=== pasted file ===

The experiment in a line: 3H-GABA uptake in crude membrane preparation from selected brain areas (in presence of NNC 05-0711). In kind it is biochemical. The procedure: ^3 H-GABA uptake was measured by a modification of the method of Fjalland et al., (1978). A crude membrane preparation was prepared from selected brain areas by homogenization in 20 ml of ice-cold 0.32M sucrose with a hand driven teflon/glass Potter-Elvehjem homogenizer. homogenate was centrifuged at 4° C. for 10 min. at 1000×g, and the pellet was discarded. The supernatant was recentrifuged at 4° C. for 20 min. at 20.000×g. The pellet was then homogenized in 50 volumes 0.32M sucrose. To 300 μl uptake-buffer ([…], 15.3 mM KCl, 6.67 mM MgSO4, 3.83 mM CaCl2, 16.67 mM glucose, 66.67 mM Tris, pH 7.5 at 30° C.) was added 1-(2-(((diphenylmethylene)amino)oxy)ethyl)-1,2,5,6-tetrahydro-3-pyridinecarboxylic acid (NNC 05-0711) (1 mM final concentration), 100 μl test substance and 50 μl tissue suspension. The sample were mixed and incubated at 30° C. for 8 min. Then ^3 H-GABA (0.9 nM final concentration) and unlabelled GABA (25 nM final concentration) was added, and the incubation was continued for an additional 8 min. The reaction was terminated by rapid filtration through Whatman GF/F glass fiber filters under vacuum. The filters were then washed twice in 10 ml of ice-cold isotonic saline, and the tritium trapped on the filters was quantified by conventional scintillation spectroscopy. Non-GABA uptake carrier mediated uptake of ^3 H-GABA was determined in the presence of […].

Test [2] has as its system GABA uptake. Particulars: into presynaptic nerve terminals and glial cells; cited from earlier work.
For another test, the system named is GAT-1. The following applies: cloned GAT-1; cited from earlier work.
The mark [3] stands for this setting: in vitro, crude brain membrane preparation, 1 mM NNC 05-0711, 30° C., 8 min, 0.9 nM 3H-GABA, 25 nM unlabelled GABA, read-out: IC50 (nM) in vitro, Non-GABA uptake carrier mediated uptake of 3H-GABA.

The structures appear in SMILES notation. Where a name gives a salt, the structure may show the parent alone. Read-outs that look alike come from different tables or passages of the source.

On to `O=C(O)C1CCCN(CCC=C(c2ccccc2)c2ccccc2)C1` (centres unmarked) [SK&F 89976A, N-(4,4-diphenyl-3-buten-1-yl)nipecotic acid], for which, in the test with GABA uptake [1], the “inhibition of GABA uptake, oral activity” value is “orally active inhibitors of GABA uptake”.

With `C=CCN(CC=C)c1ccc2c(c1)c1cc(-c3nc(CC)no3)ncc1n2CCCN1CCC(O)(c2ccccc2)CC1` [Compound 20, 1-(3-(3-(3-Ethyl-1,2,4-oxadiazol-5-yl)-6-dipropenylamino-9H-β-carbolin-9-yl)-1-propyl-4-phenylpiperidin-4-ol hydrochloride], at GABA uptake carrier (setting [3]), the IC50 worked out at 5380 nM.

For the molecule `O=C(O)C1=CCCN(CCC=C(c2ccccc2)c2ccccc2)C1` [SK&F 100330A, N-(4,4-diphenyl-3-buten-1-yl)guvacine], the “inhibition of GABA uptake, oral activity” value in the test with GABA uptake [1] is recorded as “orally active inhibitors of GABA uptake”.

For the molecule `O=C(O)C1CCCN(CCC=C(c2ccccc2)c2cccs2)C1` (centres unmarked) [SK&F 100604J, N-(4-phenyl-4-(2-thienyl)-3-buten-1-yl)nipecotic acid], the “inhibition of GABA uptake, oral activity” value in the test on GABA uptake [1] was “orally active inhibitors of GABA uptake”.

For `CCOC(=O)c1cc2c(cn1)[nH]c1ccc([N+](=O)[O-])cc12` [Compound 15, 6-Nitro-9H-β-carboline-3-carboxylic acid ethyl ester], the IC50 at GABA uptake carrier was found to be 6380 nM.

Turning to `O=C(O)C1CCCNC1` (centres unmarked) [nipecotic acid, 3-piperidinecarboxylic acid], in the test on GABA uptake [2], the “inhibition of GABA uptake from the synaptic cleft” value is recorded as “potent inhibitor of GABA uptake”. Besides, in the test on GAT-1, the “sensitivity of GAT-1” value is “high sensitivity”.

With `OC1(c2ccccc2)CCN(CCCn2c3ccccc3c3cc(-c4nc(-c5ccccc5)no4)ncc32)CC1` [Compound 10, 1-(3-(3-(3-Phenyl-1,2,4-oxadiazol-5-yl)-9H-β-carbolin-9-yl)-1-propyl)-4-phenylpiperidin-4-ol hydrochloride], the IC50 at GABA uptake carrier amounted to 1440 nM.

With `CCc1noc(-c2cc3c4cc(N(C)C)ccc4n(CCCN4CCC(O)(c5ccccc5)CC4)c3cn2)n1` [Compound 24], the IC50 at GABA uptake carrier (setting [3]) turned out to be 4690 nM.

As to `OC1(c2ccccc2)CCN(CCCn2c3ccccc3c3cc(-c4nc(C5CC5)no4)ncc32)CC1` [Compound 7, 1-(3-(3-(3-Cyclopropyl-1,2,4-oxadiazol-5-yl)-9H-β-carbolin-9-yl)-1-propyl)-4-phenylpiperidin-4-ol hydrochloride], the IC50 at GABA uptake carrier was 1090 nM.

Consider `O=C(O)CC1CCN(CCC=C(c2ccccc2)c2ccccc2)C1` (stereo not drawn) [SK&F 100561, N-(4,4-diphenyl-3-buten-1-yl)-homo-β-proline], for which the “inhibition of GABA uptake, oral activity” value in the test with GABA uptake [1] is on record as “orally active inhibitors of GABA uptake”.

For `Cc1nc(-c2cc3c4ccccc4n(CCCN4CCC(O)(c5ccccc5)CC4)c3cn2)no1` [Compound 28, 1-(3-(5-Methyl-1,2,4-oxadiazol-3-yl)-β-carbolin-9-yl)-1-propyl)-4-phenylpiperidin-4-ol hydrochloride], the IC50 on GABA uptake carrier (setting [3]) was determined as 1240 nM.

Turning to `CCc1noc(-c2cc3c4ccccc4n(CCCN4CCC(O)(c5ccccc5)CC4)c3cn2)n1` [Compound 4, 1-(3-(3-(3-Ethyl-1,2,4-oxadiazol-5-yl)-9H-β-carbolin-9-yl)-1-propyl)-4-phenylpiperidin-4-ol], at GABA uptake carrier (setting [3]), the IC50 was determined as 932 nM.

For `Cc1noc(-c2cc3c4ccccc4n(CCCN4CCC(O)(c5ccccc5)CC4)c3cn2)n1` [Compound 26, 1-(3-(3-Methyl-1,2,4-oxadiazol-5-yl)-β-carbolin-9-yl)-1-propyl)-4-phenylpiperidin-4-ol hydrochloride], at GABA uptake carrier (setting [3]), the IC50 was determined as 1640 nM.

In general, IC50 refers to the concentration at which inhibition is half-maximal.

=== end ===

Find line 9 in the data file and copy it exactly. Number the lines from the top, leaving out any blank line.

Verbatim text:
For the molecule `O=C(O)C1CCCN(CCC=C(c2ccccc2)c2cccs2)C1` (centres unmarked) [SK&F 100604J, N-(4-phenyl-4-(2-thienyl)-3-buten-1-yl)nipecotic acid], the “inhibition of GABA uptake, oral activity” value in the test on GABA uptake [1] was “orally active inhibitors of GABA uptake”.